Mudda panel discusses voices of dissent from within BJP

Wednesday’s edition of Mudda was, as usual, in two segments but the trigger for the topics was the same – the  voices of dissent from within the BJP against the party’s past or present policies. The first part discussed ex-Finance Minister Yashwant Sinha’s article, published in the Indian Express, on the failure of the demonetisation move and the second part looked at Varun Gandhi’s essay on the crisis that the Rohingyas are facing and India’s stand on it. The debate was attended by Govind Pant Raju, consulting editor of APN; Shehzad Poonawala, Congress leader; Haseeb Siddiqui, political analyst; Kamaal Haq, spokesperson of the Pakhtoon Kashmir; Rai Tapan Bharti, economist; Babu Lal Sharma, Sangh thinker. The debate was anchored by Arvind, who also said that in spite of many efforts to invite a spokesperson from the BJP to answer questions no one had agreed to appear on the show.

Rai Tapan Bharti lauded Yashwant Sinha’s piece “as very insightful,” calling him “an experienced economist.” He said: “Sinha has torn to bits Modi’s demonetisation benefit promises.” According to him, this should help the opposition find its feet. As for GST, he said: “It has not been implemented well. GST is good and so many countries have implemented it but people are facing extreme anguish as the economy of the country has been shaken and the government needs to do quick course correction.”  He also warned that “any government which has implemented the GST in their countries has never come back to power.” He also asked: “Why was the GST implemented in such a rush?”

According to Haseeb Sidhiqui: “The 1% of the cash that did not come back into the system as per the RBI report, was just small sums that people had hidden in cash for a rainy day, not black money.” He also said that “people are losing faith in the governance and policies of the government.” He said: “Indira Gandhi had this invaluable quality of accepting her failures which PM Modi does not; neither does he take anyone’s advice.”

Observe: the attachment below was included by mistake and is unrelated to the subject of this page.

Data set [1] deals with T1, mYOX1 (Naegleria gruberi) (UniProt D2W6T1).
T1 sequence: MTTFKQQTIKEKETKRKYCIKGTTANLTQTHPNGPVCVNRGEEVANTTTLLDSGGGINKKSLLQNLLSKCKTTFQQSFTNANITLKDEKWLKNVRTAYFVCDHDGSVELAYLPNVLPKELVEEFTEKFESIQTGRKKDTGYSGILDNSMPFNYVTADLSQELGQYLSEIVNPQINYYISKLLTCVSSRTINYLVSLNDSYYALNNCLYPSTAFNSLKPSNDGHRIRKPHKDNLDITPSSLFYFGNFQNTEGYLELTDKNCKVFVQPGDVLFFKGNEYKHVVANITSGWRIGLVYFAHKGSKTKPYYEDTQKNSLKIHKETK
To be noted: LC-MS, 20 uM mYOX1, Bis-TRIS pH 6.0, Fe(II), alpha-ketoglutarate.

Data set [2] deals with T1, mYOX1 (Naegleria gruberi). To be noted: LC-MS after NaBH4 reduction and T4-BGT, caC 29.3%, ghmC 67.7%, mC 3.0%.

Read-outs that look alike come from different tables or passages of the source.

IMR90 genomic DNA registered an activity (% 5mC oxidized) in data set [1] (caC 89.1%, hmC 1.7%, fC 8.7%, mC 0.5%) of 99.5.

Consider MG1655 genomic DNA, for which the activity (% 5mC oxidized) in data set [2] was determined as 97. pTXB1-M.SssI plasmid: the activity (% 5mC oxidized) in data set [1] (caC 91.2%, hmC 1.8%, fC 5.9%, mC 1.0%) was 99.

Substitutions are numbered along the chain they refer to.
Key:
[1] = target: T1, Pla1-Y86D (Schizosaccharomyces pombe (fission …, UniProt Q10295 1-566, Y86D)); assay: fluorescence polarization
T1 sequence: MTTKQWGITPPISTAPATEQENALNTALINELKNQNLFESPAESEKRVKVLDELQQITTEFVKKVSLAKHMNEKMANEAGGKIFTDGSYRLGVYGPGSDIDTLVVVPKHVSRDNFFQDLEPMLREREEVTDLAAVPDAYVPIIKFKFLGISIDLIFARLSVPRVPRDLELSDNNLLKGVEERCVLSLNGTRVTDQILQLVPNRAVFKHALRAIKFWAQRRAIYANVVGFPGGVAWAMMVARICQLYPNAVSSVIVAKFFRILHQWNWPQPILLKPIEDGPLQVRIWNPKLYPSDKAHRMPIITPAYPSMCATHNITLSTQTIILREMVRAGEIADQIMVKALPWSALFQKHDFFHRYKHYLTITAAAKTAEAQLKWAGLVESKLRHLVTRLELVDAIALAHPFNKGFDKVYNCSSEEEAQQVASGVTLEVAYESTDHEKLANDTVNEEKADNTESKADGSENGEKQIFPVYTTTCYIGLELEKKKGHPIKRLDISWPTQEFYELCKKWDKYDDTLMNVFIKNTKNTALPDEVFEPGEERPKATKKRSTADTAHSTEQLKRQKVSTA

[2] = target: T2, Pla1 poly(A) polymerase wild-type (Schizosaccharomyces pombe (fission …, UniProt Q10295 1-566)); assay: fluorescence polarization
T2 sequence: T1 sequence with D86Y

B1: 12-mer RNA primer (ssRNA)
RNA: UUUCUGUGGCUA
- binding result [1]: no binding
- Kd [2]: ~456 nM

Poonawala used word play on the Hindi word for economics – arthshastra – saying: “Ek hota hai arthshastra doosra anarthshastra” (There is a science called economics and then there is disaster). Without spending too much time criticising, he said he would like to share facts and data: “Between January and April 2017, 15 lakh jobs were lost in the formal sector. The Gross Capital Formation is at its lowest in 10 years. Credit Rate Growth is suffering the same fate. The GDP, due to demonetization, has dropped by 2%, which has resulted in a loss of Rs 3 lakh crore, and farmers and small businesses are the worst affected by all this.” He said that what ex-Prime Minister Manmohan Singh had said in parliament post-demonetisation has happened. He said he would like to advise Modi to “bring relief to small traders under the GST after consultation with economists and to not make it an ego issue.” He said: “The PM should also accept that demonetisation was a failure.” He said: “The PM should not just make life easier for big businessmen by giving them stupendous loan waivers, while the Tamil farmer sleeps naked on the roads.” He also pointed out the hike in fuel prices and the burden this places on the common man, saying: “The way we wanted to implement GST was very different.”